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Posts tagged ‘entertainment’

Remembering Elliott

Those souls who have left this earth for heaven, or whatever we believe is beyond are missed and remembered by those close to them. But there are those souls who leave us that were able to affect a great number of people by their time on earth, and Elliott Smith is one of them. He touched us with his music; words creatively brought together that often spoke of heartache, of sadness, of anger and even hope in the midst of despair, paired with achingly beautiful melodies that often betrayed the mood of the words. He was able to get us to listen to the sad reality of life that it is sometimes, in the guise of musical notes that danced with joy. In doing this he created a following of listeners who empathized with him and felt that Elliott understood the pain in their own lives.

During his many live shows, Elliott brought himself even closer to his followers, as they hung onto every word and every note he played in utter admiration and devotion; all eyes and ears completely focused on the lone man  playing his sweet and precious music. Elliott had a gracious way of making his audience feel so involved in every show, so appreciated; never putting himself up on a pedestal. Song requests were shouted out, or oftentimes Elliott would ask what the audience wanted to hear. He would tell little stories that fed the camaraderie he had with his fans, and they felt as if they knew him intimately.

Despite all the drama and despair that was his lifetime – dealing with depression, addictions, and a sadly violent death – Elliott Smith gave all he could to the career he chose as a musician. He crafted his music with a perfectionist’s touch, and toured extensively to bring that music to all who wanted to hear him play. He showed us the qualities he possessed of hard work, integrity, generosity, and compassion in the man that he was, not letting his struggles in life hold back the gift he gave to us of amazing music, created from his very soul.

Elliott Smith would have been 43 years old today, and he would still be blessing us with lovely songs. In this world he is lovingly remembered by the timeless legacy he left of music, but he will also be remembered as a sweet and gentle soul who just wanted everyone  to enjoy his gift of song.

Memorial plaque of Elliott Smith that hangs in Lincoln High School in Portland, OR

Artwork done of Elliott Smith that hangs in the Crystal Hotel in Portland, OR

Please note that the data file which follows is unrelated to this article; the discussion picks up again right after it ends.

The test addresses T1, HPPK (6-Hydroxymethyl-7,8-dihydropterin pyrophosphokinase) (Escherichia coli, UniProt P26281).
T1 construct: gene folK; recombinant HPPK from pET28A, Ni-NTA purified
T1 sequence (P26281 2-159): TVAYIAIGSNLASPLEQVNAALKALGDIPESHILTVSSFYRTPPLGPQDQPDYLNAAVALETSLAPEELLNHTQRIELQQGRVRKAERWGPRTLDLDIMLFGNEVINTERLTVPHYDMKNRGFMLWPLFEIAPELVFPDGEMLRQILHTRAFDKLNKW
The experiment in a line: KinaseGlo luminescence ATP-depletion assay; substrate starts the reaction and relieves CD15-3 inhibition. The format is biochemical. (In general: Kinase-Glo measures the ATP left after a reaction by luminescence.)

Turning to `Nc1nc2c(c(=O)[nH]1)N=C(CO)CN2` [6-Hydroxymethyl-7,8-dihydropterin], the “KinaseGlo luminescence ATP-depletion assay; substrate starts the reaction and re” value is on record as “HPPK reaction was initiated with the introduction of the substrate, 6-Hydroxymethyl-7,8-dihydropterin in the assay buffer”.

Their Friend

 

Every venue he plays

Becomes an intimate setting

As if he sits

With the audience

In their living room

He greets them with a shy “hello”

Then sits in the chair

The small man and his guitar

Swallowed up by the stage

He nervously picks at the guitar

And a song starts to emerge

The crowd cheers

Then a hush ensues

He holds them in the rapture of melody

The song ends

They cheer once more

A quickly spoken “thanks”

Is shared with his followers

They talk to him

Asking him questions

He politely answers

Someone shouts “I love you!”

“I love you too” he replies

And this exchange of love

Is what endears him to them

To every face in the crowd he is

Their friend who sings

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Perfectly Portland – The Big Busk

One of the things that really drew me to Portland was the great music scene here. I had always felt pride in the wide ranging nationally known music of Minneapolis – Prince, The Replacements and Bob Dylan of course, even though he really turned into more of a New Yorker when he finally achieved his fame. But now I am proud of not only the great music that has come out of Portland – Elliott Smith, The Decemberists, Sleater-Kinney and even Paul Revere & The Raiders – but the emphasis and respect that is given to the buskers, the talented and hard working street musicians that serenade us all around the city.

Today was a special event designed to give extra special notice to the music of the streets, a festival called The Big Busk. Unlike most music festivals that are held in one specific location, this one was held all throughout the downtown area, on various street corners. Each artist or group was given an hour at a time on whatever corner they chose, allowing a rotation of artists and locations. This guideline is actually part of something called the Street Musician Partnership Agreement. This is a policy that was written to help the street musicians and downtown businesses come to agreement on some guidelines to assure a safe, respectful and enjoyable time for all, allowing everyone to take in the joy of hearing great music in such an amazing city setting.

I often stop to listen to the buskers on any given day when I am out and about, as well as taking in the great buskers that are always playing at the eclectic gathering we call Saturday Market. But today was so much fun, as I came across so much great music.  I listened to a young man play music on a gorgeous guitar, which I’m sure is his pride and joy that he saved up to buy, complete with a leather guitar strap with roses embossed on it (Portland is known as the Rose City). Then I listened to a duo sing a song that lifted my spirits; words sung to me of hope that I really needed to hear – and they gave me a free cd of their music! I saw a woman in a long skirt pushing a xylophone to her next corner destination, but I lost her somewhere along the way. But I found a woman playing a beautiful handmade hammered dulcimer, that produced ethereal sounds in contrast to the cacophony of the city noises. What a lovely way to spend a bright and sunny summer’s day, listening to the sweet sounds of music in the city I love so much.

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